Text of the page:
Observations and Modeling of a Hydrothermal Plume in Yellowstone Lake
©2019. American Geophysical Union. All Rights Reserved. Acoustic Doppler current profiler and conductivity-temperature-depth data acquired in Yellowstone Lake reveal the presence of a buoyant plume above the “Deep Hole” hydrothermal system, located southeast of Stevenson Island. Distributed venting in the ~200 × 200-m hydrothermal field creates a plume with vertical velocities of ~10 cm/s in the mid-water column. Salinity profiles indicate that during the period of strong summer stratification the plume rises to a neutral buoyancy horizon at ~45-m depth, corresponding to a ~70-m rise height, where it generates an anomaly of ~5% (−0.0014 psu) relative to background lake water. We simulate the plume with a numerical model and find that a heat flux of 28 MW reproduces the salinity and vertical velocity observations, corresponding to a mass flux of 1.4 × 103 kg/s. When observational uncertainties are considered, the heat flux could range between 20 to 50 MW.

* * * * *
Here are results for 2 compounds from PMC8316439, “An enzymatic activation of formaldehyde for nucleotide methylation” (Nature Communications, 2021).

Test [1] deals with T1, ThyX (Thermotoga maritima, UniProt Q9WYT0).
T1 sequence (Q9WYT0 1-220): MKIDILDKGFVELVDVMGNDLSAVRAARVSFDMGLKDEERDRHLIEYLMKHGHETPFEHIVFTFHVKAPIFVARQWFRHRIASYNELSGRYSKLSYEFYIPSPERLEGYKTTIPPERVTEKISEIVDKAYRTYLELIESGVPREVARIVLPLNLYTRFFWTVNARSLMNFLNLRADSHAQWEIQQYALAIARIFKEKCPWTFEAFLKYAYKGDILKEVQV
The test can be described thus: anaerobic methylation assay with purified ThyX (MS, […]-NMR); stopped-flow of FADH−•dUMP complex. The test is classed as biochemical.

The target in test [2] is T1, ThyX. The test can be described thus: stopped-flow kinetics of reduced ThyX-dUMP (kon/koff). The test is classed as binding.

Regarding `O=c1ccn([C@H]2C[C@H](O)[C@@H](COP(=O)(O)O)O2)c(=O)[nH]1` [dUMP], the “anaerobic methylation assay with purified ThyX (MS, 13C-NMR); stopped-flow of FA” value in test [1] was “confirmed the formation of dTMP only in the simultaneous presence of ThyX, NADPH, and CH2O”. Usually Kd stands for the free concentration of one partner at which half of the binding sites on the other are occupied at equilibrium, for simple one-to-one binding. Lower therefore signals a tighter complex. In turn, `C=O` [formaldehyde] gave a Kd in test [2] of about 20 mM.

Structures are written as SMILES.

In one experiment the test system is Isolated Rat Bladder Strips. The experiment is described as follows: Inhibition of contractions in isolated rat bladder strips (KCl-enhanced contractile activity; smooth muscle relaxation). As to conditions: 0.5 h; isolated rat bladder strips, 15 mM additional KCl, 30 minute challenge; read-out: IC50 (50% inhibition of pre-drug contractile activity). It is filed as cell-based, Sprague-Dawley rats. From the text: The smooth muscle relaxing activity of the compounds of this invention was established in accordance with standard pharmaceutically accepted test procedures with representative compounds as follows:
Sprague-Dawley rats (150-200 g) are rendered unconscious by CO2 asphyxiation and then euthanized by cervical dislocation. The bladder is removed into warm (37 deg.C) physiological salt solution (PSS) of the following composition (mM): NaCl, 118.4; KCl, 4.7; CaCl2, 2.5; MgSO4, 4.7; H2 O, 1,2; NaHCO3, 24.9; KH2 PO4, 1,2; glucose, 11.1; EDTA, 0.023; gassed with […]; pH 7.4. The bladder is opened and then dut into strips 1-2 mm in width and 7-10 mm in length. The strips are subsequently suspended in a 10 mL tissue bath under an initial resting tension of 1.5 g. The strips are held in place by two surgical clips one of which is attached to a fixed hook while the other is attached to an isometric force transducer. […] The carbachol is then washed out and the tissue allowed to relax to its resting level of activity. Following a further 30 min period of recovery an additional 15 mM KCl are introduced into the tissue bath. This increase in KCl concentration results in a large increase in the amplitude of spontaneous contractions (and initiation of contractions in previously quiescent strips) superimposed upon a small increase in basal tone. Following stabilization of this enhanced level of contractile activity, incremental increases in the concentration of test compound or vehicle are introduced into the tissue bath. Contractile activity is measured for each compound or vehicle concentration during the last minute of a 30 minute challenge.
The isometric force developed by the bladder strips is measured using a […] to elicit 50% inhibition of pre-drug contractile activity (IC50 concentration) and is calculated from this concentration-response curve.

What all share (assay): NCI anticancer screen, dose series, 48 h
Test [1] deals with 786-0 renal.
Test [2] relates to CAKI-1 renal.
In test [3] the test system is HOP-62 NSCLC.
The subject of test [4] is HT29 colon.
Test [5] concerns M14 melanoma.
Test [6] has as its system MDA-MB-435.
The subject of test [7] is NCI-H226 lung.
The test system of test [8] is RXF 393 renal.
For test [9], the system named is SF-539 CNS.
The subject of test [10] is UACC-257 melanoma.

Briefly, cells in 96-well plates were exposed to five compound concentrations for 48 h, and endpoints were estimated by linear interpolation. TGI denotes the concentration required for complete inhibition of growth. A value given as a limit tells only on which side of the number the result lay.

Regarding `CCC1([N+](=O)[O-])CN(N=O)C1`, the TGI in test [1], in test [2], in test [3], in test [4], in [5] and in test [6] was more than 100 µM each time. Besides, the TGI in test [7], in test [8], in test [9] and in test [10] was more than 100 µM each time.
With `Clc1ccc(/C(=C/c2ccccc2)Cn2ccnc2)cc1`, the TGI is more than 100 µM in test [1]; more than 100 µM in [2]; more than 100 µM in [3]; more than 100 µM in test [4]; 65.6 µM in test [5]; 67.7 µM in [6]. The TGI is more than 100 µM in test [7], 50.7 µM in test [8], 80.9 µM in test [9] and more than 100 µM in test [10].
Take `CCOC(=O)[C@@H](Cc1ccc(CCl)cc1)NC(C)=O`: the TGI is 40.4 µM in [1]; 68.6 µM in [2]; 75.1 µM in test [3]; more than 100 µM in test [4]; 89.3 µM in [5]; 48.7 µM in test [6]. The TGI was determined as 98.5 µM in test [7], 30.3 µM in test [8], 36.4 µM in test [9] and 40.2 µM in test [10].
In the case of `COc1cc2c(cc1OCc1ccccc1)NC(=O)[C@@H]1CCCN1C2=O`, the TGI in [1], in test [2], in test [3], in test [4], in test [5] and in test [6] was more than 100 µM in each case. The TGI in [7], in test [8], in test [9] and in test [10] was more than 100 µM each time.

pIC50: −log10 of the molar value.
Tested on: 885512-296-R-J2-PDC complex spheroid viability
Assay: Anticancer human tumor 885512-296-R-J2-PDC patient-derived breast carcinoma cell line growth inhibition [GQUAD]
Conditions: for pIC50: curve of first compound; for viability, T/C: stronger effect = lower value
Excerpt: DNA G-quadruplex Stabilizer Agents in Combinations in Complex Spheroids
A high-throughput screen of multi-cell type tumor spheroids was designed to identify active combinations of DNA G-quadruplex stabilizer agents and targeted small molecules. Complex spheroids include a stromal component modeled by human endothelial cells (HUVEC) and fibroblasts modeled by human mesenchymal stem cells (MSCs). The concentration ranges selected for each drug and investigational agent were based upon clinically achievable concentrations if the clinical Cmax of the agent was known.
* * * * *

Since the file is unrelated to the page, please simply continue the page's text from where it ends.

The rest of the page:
Publication Source (Journal or Book title)
Geophysical Research Letters
Sohn, R., Luttrell, K., Shroyer, E., Stranne, C., Harris, R., & Favorito, J. (2019). Observations and Modeling of a Hydrothermal Plume in Yellowstone Lake. Geophysical Research Letters, 46 (12), 6435-6442. https://doi.org/10.1029/2019GL082523